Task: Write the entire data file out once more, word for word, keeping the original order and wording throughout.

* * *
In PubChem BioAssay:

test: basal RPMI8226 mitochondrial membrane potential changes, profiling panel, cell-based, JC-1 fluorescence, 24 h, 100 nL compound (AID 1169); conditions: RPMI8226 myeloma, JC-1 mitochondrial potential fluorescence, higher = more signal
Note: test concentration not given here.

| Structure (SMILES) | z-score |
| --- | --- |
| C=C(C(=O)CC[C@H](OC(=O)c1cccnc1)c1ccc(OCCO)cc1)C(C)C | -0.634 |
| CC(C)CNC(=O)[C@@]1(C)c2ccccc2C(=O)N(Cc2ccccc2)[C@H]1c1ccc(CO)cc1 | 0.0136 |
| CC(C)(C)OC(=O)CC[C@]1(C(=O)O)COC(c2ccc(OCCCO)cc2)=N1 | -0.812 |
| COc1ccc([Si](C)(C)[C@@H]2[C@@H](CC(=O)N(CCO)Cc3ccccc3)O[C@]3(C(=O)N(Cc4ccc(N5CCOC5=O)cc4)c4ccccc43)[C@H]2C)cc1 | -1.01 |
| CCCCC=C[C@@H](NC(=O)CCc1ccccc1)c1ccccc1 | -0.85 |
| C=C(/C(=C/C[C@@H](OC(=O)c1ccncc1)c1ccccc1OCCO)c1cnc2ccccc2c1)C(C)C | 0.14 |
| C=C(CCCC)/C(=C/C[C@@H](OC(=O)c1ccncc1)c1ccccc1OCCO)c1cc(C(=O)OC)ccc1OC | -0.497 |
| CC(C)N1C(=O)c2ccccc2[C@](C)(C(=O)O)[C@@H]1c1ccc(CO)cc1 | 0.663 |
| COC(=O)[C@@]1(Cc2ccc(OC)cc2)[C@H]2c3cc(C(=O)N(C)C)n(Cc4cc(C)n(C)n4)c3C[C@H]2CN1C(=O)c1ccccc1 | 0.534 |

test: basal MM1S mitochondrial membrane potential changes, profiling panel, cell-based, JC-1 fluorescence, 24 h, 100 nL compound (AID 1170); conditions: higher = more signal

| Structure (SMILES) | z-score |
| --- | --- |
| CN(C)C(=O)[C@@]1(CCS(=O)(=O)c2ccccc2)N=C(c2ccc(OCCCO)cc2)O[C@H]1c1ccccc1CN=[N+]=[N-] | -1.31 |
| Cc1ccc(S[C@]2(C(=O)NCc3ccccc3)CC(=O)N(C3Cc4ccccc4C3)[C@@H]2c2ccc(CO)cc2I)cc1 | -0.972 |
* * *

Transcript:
In PubChem BioAssay:

test: basal RPMI8226 mitochondrial membrane potential changes, profiling panel, cell-based, JC-1 fluorescence, 24 h, 100 nL compound (AID 1169); conditions: RPMI8226 myeloma, JC-1 mitochondrial potential fluorescence, higher = more signal
Note: test concentration not given here.

| Structure (SMILES) | z-score |
| --- | --- |
| C=C(C(=O)CC[C@H](OC(=O)c1cccnc1)c1ccc(OCCO)cc1)C(C)C | -0.634 |
| CC(C)CNC(=O)[C@@]1(C)c2ccccc2C(=O)N(Cc2ccccc2)[C@H]1c1ccc(CO)cc1 | 0.0136 |
| CC(C)(C)OC(=O)CC[C@]1(C(=O)O)COC(c2ccc(OCCCO)cc2)=N1 | -0.812 |
| COc1ccc([Si](C)(C)[C@@H]2[C@@H](CC(=O)N(CCO)Cc3ccccc3)O[C@]3(C(=O)N(Cc4ccc(N5CCOC5=O)cc4)c4ccccc43)[C@H]2C)cc1 | -1.01 |
| CCCCC=C[C@@H](NC(=O)CCc1ccccc1)c1ccccc1 | -0.85 |
| C=C(/C(=C/C[C@@H](OC(=O)c1ccncc1)c1ccccc1OCCO)c1cnc2ccccc2c1)C(C)C | 0.14 |
| C=C(CCCC)/C(=C/C[C@@H](OC(=O)c1ccncc1)c1ccccc1OCCO)c1cc(C(=O)OC)ccc1OC | -0.497 |
| CC(C)N1C(=O)c2ccccc2[C@](C)(C(=O)O)[C@@H]1c1ccc(CO)cc1 | 0.663 |
| COC(=O)[C@@]1(Cc2ccc(OC)cc2)[C@H]2c3cc(C(=O)N(C)C)n(Cc4cc(C)n(C)n4)c3C[C@H]2CN1C(=O)c1ccccc1 | 0.534 |

test: basal MM1S mitochondrial membrane potential changes, profiling panel, cell-based, JC-1 fluorescence, 24 h, 100 nL compound (AID 1170); conditions: higher = more signal

| Structure (SMILES) | z-score |
| --- | --- |
| CN(C)C(=O)[C@@]1(CCS(=O)(=O)c2ccccc2)N=C(c2ccc(OCCCO)cc2)O[C@H]1c1ccccc1CN=[N+]=[N-] | -1.31 |
| Cc1ccc(S[C@]2(C(=O)NCc3ccccc3)CC(=O)N(C3Cc4ccccc4C3)[C@@H]2c2ccc(CO)cc2I)cc1 | -0.972 |